Politics

With the Bay Area’s housing crisis in the backdrop, the City Council on Tuesday took a small step toward giving tenants a way to combat rising rents.

By a unanimous vote, the council gave its initial approval to an ordinance that would require landlords to take part in hearings conducted by the city’s Rent Review Advisory Committee.

The committee's members mediate tenant landlord disputes over rent increases. But its recommendations are not binding, and renters have complained that the committee procedures are essentially unenforceable.

The council also agreed to undertake a formal study of what some are calling a local housing crisis.

City leaders on Tuesday unanimously okayed a $188 million budget for the fiscal year that starts July 1 and a $174.4 million budget for 2016-17.

“We’ve shown restraint. And we’ve also started to restore some of the cuts we made during the Great Recession,” said City Councilman Jim Oddie, who said the budget begins to address deferred maintenance and long-term retiree costs.

Mayor Trish Herrera Spencer, who voiced some concerns about the overtime budget for public safety, said she thinks the budgets serve the whole city.

“I think this is a step toward correcting (funding for) departments that have truly been left behind,” Spencer said.

The City Council signed off on budgets and police body cameras on Tuesday. Here's the tweet by tweet.

The City Council is set to consider a contract to purchase body cameras for Alameda police and access to a system that will store all the video they record.

City Council members have signed off on an $8 million contract to build a replacement mid-Island fire station and emergency operations center.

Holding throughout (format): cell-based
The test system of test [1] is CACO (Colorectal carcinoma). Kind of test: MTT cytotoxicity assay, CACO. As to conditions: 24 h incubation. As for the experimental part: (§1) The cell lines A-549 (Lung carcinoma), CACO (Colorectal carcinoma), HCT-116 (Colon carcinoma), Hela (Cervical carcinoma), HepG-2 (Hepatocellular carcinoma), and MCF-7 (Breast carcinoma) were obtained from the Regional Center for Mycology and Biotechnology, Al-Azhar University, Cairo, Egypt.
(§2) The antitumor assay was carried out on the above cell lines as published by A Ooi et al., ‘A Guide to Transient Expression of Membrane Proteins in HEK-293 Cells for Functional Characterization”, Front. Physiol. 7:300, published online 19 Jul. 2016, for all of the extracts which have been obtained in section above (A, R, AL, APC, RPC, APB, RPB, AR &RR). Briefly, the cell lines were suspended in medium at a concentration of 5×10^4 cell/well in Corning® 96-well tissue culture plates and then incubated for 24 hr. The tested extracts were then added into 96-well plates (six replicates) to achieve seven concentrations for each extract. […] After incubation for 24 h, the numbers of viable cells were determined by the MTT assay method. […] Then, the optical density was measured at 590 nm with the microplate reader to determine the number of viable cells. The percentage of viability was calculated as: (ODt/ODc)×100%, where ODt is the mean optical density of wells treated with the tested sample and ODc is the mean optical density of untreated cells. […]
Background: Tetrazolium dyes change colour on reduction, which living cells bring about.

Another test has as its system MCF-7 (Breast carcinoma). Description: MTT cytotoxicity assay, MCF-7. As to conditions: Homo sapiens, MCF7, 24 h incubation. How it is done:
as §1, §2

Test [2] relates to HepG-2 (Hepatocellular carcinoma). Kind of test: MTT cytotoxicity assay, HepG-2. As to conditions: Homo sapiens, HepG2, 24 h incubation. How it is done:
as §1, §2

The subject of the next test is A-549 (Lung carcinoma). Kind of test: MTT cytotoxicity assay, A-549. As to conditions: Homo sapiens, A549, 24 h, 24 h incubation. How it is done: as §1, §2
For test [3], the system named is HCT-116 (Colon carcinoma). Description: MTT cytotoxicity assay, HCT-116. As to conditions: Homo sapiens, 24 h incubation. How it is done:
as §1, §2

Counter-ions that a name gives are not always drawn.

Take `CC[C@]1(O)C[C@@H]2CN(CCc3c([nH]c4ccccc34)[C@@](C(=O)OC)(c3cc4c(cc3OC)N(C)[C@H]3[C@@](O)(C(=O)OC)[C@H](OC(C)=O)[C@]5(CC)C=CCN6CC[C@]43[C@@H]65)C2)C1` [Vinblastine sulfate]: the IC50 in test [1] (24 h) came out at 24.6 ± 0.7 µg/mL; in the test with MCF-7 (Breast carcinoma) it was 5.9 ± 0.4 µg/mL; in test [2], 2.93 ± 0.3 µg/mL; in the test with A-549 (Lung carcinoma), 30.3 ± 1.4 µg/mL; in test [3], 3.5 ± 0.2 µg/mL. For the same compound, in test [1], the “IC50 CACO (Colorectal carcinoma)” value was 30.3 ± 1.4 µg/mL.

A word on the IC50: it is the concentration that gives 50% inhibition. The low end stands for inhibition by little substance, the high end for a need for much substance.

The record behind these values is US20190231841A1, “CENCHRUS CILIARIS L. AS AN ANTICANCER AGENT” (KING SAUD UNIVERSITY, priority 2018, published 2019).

The approval, on a 4-1 vote, followed a wide-ranging discussion about what the city should be doing to better prepare for a disaster. Richmond-based Alten Construction was the winning bidder.

Once shovels hit dirt, construction of the two facilities, which will sit on a 0.57-acre site at the corner of Grand Street and Buena Vista Avenue, should be completed within 12 months.

Alameda’s Planning Board offered critical approvals Monday for a plan to develop a 68-acre slice of Alameda Point with new homes, commercial space, acres of parks and transit.

The seven-member board voted unanimously to move forward with a development plan for Site A, which is expected to serve as the long-awaited catalyst for revitalization of the former Alameda Naval Air Station.

“I am in support of this project,” Planning Board president Mike Henneberry said just moments before the vote. “It respects the past and positions us well for the future.”

The Planning Board voted unanimously Monday to approve a development plan for Alameda Point's 68-acre Site A. Here's the tweet by tweet, and your reactions.

City Council members agreed in principle on new rules intended to strengthen its process for mediating rent disputes but stopped short of passing an ordinance on Tuesday.

Council members said Tuesday that they are prepared to approve rules that would enshrine the existence of the city’s Rent Review Advisory Committee in the city’s code, require landlords to provide renters information about the committee when they hand out rent increases and require landlords and tenants to participate in scheduled rent dispute hearings.

City Council members narrowly approved four-year contract extensions for police and firefighters on Wednesday that include a trust to help cover Alameda’s ballooning retiree medical bills.

After five hours of heated debate punctuated at some times by the burble of a fire radio from one of the many safety workers who packed council chambers Wednesday and another by a shouting match in the hallway outside, council members voted 3-2 to amend the contracts to establish and fund a trust and extend them until December 18, 2021.

Alameda's City Council narrowly okayed a plan to extend public safety contracts by four years, including a new trust fund for retiree health costs that both the city and workers will pay into. Here's the tweet by tweet.